The light and space movement originated in Southern California in the 1960’s and was directly influenced by California Impressionism in combination with the development of Minimalism in the 1960’s. The Light and Space movement focuses on utilizing light in order to create color and form, similar to the technique used by California Impressionists. Prominent artists in the Light and Space movement include Mary Corse, James Turrell, and Doug Wheeler. Other artists in the Chapman collection, including Sam Francis and Eric Orr, were influenced by the Light and Space movement.
California Impressionism, also known as California Plein Air painting, developed in the early 20th century. This group of impressionists created a distinctive art form that combined American and European traditions. The California Impressionists worked en plein air, painting on easels outside while looking at the natural landscape. Working outside allowed these artists to focus on the vast expanse of the natural landscape, observing the way the sunlight affected the color and form of the surrounding area. The impressionists’ work was momentary and captured the California landscape under specific conditions at a singular point in time. The California Impressionists’ focus on the intersection of time, light, and color later caught the eye of minimalist artists in the 1960’s.
Minimalism developed out of the Abstract Expressionist movement in the 1960’s. The goal of minimalist artists was to change the previously imposed rule that art needs to contain aesthetic beauty and meaning. Minimalists valued simplicity and they created art that simplified shape into its basic form. The addition of light to the minimalist methodology allowed for their artwork to live within the present moment.
When minimalist artists adopted the use of light and color from California Impressionists, a new art form was founded. The Light and Space movement incorporates both two- and three-dimensional space in combination with natural and artificial light sources. The movement combines the timelessness of minimalism with the momentary nature of impressionism. Art in the light and space genre eternally exists in the present moment, accomplishing this through the presence of light in combination with the permanence of either space or the painted canvas.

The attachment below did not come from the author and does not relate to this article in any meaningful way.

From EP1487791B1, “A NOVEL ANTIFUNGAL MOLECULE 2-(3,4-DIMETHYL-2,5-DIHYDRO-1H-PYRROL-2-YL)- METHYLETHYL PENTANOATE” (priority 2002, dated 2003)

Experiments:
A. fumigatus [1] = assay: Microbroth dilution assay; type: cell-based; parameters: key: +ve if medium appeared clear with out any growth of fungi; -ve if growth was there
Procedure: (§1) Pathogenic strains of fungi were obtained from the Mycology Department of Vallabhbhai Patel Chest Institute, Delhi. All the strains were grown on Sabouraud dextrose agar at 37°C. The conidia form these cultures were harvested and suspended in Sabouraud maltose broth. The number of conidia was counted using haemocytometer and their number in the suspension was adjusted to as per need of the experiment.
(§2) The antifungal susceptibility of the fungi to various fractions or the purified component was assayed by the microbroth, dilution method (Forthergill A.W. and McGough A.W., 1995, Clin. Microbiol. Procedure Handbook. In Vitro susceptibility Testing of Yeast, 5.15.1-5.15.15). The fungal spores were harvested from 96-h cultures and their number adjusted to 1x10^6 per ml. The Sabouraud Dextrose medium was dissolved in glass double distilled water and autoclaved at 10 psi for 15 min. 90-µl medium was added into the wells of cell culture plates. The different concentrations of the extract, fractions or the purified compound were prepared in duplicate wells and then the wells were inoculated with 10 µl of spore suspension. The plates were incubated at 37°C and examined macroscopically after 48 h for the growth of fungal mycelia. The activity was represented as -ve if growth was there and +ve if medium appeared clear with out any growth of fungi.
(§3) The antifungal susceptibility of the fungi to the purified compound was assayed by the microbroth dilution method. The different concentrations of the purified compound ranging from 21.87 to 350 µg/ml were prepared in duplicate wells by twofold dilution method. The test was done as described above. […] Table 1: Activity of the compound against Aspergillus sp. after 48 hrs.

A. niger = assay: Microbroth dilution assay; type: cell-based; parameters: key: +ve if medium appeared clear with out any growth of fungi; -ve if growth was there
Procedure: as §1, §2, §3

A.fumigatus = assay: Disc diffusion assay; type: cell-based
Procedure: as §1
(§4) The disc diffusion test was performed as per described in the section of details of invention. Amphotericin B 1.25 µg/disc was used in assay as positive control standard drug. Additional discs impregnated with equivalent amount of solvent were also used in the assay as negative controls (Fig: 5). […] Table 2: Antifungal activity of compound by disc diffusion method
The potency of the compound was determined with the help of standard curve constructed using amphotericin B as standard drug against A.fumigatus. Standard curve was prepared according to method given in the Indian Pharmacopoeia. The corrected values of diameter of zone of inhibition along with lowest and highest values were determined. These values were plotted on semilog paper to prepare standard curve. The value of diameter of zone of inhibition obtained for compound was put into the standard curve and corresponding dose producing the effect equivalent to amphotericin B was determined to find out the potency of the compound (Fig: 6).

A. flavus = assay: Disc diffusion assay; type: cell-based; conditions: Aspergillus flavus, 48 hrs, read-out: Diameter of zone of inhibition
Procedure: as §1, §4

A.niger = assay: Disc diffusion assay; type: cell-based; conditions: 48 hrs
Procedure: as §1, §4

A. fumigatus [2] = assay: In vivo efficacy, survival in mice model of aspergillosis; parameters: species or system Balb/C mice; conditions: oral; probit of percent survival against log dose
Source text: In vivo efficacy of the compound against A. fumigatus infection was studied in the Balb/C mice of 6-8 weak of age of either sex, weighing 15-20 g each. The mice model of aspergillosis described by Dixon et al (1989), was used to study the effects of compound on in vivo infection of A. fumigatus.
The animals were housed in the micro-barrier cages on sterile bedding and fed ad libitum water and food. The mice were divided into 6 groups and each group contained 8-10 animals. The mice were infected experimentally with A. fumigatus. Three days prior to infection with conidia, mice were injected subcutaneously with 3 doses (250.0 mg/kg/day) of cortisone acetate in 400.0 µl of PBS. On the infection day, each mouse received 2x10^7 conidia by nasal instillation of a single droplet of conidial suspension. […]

Artists such as Mary Corse rely upon extreme two-dimensionality and a limited color palette to let natural light and the environment be present in their work. Instead of adding color to her pieces, such as Untitled (pictured below), Corse works in all white and adds glass micro-beads to the surface of her canvas. The micro-beads allow light to reflect off of the surface of the canvas and produce an array of colors and forms. For Corse the white canvas and the glass micro-beads are permanent and minimal. The way the light, both natural and artificial, shines off of the beads is momentary, capturing the time of day, weather, and encompassing environment.
The light and space movement is a culmination of California impressionism and minimalism. Allowing for light and space artwork to capture both the permanence of the physical canvas or space in combination with the momentary and changing nature of light.
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